Nearly two decades after the brazen prison break-out and cross-state crime spree that landed him on America’s Most Wanted and on death row, “Texas 7” prisoner Joseph Garcia was executed Tuesday night, the Houston Chronicle reports. In recent weeks, the 47-year-old who was convicted in the Christmas Eve killing of a North Texas police officer launched a slew of appeals, lawsuits, pleas for reprieve and requests for clemency. His last-minute legal moves raised questions about his initial conviction, the controversial “law of parties” and the source of the state’s lethal injection supplies. On Friday, the parole board rebuffed Garcia’s request for clemency, and lower courts turned down appeal after appeal.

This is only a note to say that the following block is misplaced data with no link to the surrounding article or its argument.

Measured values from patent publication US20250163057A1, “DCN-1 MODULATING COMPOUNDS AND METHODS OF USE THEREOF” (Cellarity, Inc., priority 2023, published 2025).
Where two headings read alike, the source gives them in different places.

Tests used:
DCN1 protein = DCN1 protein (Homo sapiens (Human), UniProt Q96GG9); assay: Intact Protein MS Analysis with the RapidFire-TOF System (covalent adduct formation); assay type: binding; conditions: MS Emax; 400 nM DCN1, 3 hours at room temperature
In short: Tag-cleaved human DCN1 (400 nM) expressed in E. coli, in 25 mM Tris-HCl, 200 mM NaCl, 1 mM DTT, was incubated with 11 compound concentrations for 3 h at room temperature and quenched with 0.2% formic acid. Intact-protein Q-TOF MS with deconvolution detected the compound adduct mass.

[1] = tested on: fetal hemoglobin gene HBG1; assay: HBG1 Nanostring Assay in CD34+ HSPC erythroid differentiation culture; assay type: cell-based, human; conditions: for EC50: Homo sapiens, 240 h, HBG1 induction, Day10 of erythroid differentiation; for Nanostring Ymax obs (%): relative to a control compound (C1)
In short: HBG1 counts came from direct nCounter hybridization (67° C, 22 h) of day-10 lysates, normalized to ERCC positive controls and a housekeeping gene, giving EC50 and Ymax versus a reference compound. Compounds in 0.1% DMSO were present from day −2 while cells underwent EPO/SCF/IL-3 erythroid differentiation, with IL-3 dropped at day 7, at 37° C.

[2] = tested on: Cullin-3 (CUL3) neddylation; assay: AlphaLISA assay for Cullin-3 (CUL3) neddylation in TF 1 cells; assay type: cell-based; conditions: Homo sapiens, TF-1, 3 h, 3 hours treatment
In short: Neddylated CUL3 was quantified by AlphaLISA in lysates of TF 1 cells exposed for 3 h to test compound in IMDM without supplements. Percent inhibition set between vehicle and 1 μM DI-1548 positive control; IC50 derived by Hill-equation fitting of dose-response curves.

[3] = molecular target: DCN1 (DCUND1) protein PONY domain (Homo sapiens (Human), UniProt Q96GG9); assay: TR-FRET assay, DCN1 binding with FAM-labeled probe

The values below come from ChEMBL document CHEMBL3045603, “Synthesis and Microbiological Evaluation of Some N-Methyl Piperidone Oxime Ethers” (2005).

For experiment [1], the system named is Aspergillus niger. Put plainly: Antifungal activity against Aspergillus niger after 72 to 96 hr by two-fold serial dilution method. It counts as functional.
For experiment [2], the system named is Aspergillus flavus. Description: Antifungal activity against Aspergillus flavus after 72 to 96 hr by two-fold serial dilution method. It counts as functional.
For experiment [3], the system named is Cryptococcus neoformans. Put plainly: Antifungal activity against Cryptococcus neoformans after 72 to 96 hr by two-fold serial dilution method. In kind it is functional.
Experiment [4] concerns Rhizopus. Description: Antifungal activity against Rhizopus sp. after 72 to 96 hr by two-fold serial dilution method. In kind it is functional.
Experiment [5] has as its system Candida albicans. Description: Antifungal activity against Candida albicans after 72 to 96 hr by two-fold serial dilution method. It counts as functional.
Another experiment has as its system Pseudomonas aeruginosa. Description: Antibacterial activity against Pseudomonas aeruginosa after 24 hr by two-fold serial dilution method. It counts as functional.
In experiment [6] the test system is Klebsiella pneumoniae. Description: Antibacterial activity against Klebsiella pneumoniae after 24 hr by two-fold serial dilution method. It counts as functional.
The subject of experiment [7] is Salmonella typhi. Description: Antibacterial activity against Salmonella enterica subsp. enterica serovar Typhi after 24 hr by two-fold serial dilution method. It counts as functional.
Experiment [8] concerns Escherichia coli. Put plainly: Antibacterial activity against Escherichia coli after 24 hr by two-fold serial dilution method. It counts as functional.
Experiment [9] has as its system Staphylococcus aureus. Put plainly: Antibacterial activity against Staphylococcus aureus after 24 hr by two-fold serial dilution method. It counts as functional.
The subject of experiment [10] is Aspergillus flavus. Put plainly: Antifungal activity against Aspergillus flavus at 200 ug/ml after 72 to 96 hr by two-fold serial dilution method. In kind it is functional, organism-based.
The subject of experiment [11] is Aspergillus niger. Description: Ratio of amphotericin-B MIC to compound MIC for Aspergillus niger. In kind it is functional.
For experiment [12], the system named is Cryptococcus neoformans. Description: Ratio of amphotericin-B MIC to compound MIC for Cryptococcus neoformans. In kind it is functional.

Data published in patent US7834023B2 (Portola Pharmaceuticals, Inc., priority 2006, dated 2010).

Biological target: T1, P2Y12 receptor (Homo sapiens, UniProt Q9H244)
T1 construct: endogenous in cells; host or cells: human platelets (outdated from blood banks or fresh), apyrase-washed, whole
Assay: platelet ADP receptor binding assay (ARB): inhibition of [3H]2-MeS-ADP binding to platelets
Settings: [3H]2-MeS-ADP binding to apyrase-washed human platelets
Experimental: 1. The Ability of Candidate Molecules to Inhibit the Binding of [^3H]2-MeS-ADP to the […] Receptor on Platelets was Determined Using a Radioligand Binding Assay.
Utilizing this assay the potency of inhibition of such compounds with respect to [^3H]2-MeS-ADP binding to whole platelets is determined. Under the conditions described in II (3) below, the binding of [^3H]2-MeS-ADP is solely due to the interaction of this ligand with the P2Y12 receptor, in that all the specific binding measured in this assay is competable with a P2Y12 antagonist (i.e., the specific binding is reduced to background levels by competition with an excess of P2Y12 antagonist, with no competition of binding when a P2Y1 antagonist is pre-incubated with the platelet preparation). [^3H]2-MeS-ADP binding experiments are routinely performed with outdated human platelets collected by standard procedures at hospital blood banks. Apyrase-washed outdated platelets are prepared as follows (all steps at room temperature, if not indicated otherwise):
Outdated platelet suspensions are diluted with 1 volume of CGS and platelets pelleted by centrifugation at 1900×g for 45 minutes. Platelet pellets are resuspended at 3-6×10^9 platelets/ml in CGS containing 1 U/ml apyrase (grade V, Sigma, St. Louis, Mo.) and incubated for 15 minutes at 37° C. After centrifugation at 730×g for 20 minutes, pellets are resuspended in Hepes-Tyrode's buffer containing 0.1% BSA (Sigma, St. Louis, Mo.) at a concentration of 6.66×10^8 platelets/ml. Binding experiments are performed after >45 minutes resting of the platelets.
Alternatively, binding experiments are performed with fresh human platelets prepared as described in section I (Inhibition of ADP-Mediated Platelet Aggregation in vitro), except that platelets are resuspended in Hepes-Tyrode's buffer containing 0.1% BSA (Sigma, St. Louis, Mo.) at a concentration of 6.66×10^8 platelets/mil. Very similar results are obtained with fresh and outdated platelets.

“I am on death row because of the actions and intent of others and because I am one of the Texas Seven, case closed,” he wrote the Chronicle weeks before his scheduled execution. “Is it right that I should be murdered for something that I did not do?” To some friends and family of the slain policeman – Officer Aubrey Hawkins – the answer is clear. Seagoville police Sgt. Karl Bailey, a long-time friend of the Hawkins family, said, “The whole thing was sparked by the escape from prison, the burglaries – it was a crime spree.” At the time of the breakout in December 2000, Garcia was locked up in a prison south of San Antonio, serving a 50-year sentence stemming from a boozy fight that ended with one man dead. Garcia was convicted of murder, but he has long maintained that it was the other man – Miguel Luna – who attacked him, and that the fatal stabbing was only in self-defense. Behind bars, he made friends with a charismatic thief named George Rivas. They bonded over a “poor man’s spread” of prisoner-made food. Then, they plotted an escape.